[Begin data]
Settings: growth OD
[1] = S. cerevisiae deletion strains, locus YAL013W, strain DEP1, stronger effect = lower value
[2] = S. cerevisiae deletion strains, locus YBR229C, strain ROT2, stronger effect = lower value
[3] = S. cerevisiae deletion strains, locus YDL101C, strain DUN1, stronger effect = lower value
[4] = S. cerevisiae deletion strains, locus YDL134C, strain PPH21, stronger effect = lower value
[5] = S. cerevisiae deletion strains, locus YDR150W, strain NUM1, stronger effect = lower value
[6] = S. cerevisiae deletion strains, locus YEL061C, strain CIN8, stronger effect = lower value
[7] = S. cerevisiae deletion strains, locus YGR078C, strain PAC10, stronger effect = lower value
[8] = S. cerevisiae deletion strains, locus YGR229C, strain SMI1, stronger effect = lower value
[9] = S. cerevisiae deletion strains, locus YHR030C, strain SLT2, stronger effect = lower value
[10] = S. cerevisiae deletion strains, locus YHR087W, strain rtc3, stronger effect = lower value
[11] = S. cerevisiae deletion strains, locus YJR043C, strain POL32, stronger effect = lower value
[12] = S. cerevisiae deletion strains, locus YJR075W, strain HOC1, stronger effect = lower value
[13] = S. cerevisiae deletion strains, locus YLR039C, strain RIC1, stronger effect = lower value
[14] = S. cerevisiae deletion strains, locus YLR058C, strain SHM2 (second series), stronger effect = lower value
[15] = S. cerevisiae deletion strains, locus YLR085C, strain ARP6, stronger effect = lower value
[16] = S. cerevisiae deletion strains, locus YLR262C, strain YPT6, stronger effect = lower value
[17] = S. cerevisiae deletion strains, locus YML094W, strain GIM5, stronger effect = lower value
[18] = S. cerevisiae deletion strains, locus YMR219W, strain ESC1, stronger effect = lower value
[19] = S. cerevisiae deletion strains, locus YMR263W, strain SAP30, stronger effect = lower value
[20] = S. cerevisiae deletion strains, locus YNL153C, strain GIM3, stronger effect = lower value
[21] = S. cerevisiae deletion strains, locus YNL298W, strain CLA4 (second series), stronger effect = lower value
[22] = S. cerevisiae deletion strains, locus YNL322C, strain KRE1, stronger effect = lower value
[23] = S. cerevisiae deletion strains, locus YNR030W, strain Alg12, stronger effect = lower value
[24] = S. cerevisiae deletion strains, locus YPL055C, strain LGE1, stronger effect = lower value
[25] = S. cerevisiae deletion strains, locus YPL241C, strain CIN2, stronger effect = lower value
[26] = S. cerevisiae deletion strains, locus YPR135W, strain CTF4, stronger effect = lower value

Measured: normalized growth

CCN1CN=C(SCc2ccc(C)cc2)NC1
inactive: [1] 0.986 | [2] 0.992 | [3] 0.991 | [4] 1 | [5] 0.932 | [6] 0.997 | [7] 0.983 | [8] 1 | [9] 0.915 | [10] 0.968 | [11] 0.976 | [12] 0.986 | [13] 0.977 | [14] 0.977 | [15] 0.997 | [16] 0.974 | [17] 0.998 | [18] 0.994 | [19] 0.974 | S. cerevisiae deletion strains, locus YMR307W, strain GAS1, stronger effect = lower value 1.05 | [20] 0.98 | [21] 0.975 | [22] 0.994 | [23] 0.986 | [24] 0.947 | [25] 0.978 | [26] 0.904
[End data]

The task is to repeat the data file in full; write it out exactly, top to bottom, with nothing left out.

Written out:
Settings: growth OD
[1] = S. cerevisiae deletion strains, locus YAL013W, strain DEP1, stronger effect = lower value
[2] = S. cerevisiae deletion strains, locus YBR229C, strain ROT2, stronger effect = lower value
[3] = S. cerevisiae deletion strains, locus YDL101C, strain DUN1, stronger effect = lower value
[4] = S. cerevisiae deletion strains, locus YDL134C, strain PPH21, stronger effect = lower value
[5] = S. cerevisiae deletion strains, locus YDR150W, strain NUM1, stronger effect = lower value
[6] = S. cerevisiae deletion strains, locus YEL061C, strain CIN8, stronger effect = lower value
[7] = S. cerevisiae deletion strains, locus YGR078C, strain PAC10, stronger effect = lower value
[8] = S. cerevisiae deletion strains, locus YGR229C, strain SMI1, stronger effect = lower value
[9] = S. cerevisiae deletion strains, locus YHR030C, strain SLT2, stronger effect = lower value
[10] = S. cerevisiae deletion strains, locus YHR087W, strain rtc3, stronger effect = lower value
[11] = S. cerevisiae deletion strains, locus YJR043C, strain POL32, stronger effect = lower value
[12] = S. cerevisiae deletion strains, locus YJR075W, strain HOC1, stronger effect = lower value
[13] = S. cerevisiae deletion strains, locus YLR039C, strain RIC1, stronger effect = lower value
[14] = S. cerevisiae deletion strains, locus YLR058C, strain SHM2 (second series), stronger effect = lower value
[15] = S. cerevisiae deletion strains, locus YLR085C, strain ARP6, stronger effect = lower value
[16] = S. cerevisiae deletion strains, locus YLR262C, strain YPT6, stronger effect = lower value
[17] = S. cerevisiae deletion strains, locus YML094W, strain GIM5, stronger effect = lower value
[18] = S. cerevisiae deletion strains, locus YMR219W, strain ESC1, stronger effect = lower value
[19] = S. cerevisiae deletion strains, locus YMR263W, strain SAP30, stronger effect = lower value
[20] = S. cerevisiae deletion strains, locus YNL153C, strain GIM3, stronger effect = lower value
[21] = S. cerevisiae deletion strains, locus YNL298W, strain CLA4 (second series), stronger effect = lower value
[22] = S. cerevisiae deletion strains, locus YNL322C, strain KRE1, stronger effect = lower value
[23] = S. cerevisiae deletion strains, locus YNR030W, strain Alg12, stronger effect = lower value
[24] = S. cerevisiae deletion strains, locus YPL055C, strain LGE1, stronger effect = lower value
[25] = S. cerevisiae deletion strains, locus YPL241C, strain CIN2, stronger effect = lower value
[26] = S. cerevisiae deletion strains, locus YPR135W, strain CTF4, stronger effect = lower value

Measured: normalized growth

CCN1CN=C(SCc2ccc(C)cc2)NC1
inactive: [1] 0.986 | [2] 0.992 | [3] 0.991 | [4] 1 | [5] 0.932 | [6] 0.997 | [7] 0.983 | [8] 1 | [9] 0.915 | [10] 0.968 | [11] 0.976 | [12] 0.986 | [13] 0.977 | [14] 0.977 | [15] 0.997 | [16] 0.974 | [17] 0.998 | [18] 0.994 | [19] 0.974 | S. cerevisiae deletion strains, locus YMR307W, strain GAS1, stronger effect = lower value 1.05 | [20] 0.98 | [21] 0.975 | [22] 0.994 | [23] 0.986 | [24] 0.947 | [25] 0.978 | [26] 0.904